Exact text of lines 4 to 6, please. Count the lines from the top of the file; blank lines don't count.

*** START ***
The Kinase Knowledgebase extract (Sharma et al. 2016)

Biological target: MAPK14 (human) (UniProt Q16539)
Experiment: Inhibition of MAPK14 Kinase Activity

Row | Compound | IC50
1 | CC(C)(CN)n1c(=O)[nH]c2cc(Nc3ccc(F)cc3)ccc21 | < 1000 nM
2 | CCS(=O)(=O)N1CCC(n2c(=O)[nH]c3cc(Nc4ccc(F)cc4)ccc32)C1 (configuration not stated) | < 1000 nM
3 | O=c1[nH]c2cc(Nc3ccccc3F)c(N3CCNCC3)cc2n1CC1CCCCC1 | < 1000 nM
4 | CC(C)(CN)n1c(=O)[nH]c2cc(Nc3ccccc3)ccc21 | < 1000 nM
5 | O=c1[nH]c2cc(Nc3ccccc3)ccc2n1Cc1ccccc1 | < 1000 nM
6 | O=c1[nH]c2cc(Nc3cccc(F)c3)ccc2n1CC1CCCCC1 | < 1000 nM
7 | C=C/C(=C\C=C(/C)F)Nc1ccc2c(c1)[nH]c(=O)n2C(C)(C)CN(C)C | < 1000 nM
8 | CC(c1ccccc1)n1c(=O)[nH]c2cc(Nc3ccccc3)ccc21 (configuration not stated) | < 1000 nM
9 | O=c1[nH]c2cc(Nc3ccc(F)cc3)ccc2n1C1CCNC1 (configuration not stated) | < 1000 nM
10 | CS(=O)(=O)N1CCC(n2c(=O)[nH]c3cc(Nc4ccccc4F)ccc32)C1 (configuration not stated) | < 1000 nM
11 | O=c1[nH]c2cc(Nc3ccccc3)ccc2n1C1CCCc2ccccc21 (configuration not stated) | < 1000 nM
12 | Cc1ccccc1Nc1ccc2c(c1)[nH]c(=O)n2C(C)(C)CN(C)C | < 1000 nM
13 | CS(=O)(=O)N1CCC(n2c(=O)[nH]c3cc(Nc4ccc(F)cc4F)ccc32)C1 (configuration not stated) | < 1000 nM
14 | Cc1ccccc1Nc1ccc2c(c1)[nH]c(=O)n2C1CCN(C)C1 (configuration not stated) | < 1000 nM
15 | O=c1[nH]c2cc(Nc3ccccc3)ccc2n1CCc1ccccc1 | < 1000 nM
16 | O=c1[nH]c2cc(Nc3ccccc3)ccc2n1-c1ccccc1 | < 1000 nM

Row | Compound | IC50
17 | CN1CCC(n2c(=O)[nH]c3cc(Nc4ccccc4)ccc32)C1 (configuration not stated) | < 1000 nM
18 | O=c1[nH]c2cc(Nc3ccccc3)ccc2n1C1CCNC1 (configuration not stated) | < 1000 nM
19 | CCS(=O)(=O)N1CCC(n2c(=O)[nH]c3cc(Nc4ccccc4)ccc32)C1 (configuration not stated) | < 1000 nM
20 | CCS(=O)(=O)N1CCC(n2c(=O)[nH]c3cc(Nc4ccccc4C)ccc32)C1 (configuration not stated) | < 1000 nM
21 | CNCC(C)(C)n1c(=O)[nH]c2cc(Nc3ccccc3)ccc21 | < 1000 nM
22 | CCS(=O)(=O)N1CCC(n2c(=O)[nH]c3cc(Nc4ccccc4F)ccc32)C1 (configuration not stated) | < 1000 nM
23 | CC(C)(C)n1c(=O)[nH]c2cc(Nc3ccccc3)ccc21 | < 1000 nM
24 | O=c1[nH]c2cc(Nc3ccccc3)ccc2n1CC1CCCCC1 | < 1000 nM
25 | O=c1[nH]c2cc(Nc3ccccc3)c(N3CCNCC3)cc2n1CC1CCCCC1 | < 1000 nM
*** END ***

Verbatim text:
Row | Compound | IC50
1 | CC(C)(CN)n1c(=O)[nH]c2cc(Nc3ccc(F)cc3)ccc21 | < 1000 nM
2 | CCS(=O)(=O)N1CCC(n2c(=O)[nH]c3cc(Nc4ccc(F)cc4)ccc32)C1 (configuration not stated) | < 1000 nM